Response of peanut (Arachis hypogaea) and selected weeds to diclosulam

William A. Bailey, John W. Wilcut, David L. Jordan, Charles W. Swann, Vernon B. Langston

Research output: Contribution to journalArticlepeer-review

23 Scopus citations


Field studies were conducted at five locations in North Carolina and Virginia during 1996 and 1997 to evaluate weed control, peanut (Arachis hypogaea) response, and peanut yield following diclosulam applied preplant incorporated (PPI) and in systems with commercial herbicide standards. All plots received a PPI treatment of ethalfluralin at 840 g ai/ha. Ethalfluralin plus diclosulam controlled entireleaf morningglory (Ipomoea hederacea var. integriuscula), ivyleaf morningglory (I. hederacea), pitted morningglory (I. lacunosa), common lambsquarters (Chenopodium album), eclipta (Eclipta prostrata), and prickly sida (Sida spinosa) as well as and frequently better than ethalfluralin PPI followed by (fb) acifluorfen plus bentazon postemergence (POST), paraquat plus bentazon early postemergence (EPOST) fb imazapic POST, or imazapic POST. Systems with ethalfluralin plus diclosulam PPI at 26 g ai/ha fb acifluorfen plus bentazon POST controlled a broader spectrum of weeds and yielded greater than systems of ethalfluralin PPI fb imazapic POST or ethalfluralin PPI fb acifluorfen plus bentazon POST Peanut exhibited excellent tolerance to diclosulam PPI at 17, 26, or 35 g/ha.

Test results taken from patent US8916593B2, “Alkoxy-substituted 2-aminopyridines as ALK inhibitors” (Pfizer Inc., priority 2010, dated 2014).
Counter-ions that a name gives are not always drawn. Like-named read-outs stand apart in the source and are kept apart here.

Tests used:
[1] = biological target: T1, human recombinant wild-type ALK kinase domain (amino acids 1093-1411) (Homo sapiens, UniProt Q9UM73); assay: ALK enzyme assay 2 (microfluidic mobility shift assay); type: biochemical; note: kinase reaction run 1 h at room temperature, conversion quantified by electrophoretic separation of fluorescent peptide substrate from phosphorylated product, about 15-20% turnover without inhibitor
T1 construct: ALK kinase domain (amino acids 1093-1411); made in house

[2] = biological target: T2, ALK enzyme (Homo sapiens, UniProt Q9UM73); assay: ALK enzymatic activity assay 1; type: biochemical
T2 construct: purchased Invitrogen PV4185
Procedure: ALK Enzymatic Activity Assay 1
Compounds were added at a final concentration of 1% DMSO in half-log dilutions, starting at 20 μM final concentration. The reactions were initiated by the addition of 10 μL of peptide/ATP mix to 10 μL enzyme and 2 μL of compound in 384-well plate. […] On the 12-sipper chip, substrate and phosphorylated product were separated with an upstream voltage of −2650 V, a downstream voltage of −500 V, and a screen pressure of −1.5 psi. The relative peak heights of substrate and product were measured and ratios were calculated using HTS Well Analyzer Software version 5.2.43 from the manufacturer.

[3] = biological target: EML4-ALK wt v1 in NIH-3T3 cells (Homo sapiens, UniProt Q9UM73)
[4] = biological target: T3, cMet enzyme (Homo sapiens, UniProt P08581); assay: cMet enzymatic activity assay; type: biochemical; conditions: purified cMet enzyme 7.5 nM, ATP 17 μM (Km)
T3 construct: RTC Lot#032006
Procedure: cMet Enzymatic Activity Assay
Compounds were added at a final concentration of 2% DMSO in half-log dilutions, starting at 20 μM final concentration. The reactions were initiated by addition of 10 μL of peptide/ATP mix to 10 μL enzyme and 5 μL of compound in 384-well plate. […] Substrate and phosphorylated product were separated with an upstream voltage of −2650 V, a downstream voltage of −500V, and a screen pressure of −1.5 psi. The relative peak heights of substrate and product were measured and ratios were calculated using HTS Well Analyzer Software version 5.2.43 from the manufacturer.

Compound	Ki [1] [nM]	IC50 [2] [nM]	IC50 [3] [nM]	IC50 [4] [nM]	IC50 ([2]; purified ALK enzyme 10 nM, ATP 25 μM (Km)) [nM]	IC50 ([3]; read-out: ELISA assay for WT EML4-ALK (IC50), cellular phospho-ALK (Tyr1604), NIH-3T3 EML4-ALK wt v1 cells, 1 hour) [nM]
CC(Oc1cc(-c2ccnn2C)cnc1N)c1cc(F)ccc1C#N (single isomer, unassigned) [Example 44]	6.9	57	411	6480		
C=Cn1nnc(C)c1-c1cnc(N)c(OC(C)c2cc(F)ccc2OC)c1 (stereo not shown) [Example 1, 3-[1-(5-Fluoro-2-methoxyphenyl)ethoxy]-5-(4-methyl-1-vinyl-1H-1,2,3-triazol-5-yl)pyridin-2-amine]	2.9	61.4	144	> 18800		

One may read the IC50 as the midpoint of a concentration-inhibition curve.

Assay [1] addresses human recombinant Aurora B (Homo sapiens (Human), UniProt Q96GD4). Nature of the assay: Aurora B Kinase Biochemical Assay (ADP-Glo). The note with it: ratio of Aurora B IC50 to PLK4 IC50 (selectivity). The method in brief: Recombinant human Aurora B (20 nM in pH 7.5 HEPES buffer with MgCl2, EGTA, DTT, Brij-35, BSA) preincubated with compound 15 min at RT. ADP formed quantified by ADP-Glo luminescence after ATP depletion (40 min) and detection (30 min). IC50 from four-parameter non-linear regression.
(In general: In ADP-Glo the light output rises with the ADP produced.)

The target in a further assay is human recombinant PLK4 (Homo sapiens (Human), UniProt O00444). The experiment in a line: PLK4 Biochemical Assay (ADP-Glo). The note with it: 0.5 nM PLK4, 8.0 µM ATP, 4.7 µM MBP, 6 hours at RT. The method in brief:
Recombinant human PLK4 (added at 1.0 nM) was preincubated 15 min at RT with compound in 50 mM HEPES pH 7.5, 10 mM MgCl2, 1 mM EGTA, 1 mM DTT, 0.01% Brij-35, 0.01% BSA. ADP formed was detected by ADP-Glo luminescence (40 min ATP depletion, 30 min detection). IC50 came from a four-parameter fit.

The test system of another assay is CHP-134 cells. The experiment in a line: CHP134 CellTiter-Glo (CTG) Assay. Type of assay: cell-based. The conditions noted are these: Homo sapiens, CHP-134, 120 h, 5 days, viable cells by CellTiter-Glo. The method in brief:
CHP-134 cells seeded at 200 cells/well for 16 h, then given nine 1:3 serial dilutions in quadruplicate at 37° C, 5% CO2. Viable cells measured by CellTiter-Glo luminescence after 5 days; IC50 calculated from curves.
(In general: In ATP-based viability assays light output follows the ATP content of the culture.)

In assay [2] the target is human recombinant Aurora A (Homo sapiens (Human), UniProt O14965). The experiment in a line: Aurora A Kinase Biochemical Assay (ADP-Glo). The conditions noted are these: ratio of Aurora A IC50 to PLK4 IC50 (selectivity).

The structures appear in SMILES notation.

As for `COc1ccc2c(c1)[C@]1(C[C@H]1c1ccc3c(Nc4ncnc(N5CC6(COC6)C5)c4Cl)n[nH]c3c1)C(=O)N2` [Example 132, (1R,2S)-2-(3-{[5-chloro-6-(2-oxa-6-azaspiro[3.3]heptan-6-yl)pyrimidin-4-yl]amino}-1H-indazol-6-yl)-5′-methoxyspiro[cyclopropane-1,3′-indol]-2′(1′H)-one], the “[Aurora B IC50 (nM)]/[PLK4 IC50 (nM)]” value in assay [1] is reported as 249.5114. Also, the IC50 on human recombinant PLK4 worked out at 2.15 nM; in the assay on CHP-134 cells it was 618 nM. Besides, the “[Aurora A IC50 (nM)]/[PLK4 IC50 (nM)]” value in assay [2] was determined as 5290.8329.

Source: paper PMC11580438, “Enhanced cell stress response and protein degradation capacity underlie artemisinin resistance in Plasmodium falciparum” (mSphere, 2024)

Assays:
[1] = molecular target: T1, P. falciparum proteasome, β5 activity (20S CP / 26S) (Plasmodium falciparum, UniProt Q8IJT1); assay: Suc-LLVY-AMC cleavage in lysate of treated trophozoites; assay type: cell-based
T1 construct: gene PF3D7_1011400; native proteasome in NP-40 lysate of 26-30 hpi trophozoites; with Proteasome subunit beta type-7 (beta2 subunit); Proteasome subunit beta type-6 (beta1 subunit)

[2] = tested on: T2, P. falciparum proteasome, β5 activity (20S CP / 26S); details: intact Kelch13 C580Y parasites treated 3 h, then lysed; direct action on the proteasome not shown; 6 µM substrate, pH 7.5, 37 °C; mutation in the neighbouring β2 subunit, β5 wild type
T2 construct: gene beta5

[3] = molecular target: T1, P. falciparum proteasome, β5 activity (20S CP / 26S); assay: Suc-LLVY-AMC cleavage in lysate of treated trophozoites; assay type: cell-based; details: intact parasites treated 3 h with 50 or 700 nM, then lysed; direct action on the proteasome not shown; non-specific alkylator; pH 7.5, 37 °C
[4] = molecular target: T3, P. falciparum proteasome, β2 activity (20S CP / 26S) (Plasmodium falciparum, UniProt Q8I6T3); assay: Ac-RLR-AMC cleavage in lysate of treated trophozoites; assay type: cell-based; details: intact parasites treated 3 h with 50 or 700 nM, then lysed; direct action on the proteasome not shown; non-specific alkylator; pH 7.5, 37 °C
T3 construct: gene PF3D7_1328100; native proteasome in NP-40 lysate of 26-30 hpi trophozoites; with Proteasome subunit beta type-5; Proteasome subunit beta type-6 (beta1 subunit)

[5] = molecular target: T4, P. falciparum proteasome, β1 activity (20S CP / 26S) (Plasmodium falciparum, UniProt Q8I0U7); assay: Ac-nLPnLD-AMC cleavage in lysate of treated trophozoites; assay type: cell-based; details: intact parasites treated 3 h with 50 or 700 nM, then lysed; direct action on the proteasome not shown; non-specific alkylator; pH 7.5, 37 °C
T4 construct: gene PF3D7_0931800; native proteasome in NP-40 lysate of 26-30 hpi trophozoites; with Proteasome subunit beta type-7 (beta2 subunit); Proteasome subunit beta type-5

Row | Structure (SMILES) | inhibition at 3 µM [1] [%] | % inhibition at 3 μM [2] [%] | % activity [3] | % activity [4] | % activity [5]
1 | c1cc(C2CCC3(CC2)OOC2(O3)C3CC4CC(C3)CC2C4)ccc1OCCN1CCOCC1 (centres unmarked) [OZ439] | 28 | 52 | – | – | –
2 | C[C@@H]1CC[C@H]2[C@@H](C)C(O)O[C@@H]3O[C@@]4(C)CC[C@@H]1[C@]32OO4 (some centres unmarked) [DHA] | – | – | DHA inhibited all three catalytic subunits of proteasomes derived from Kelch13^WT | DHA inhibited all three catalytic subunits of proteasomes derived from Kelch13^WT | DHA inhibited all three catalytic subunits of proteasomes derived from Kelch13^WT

Original languageEnglish
Pages (from-to)771-776
Number of pages6
JournalWeed Technology
Issue number4
StatePublished - 1999


  • 2,4-DB
  • Herbicide injury
  • Weed control
  • Yield

ASJC Scopus subject areas

  • Agronomy and Crop Science
  • Plant Science


Dive into the research topics of 'Response of peanut (Arachis hypogaea) and selected weeds to diclosulam'. Together they form a unique fingerprint.

Cite this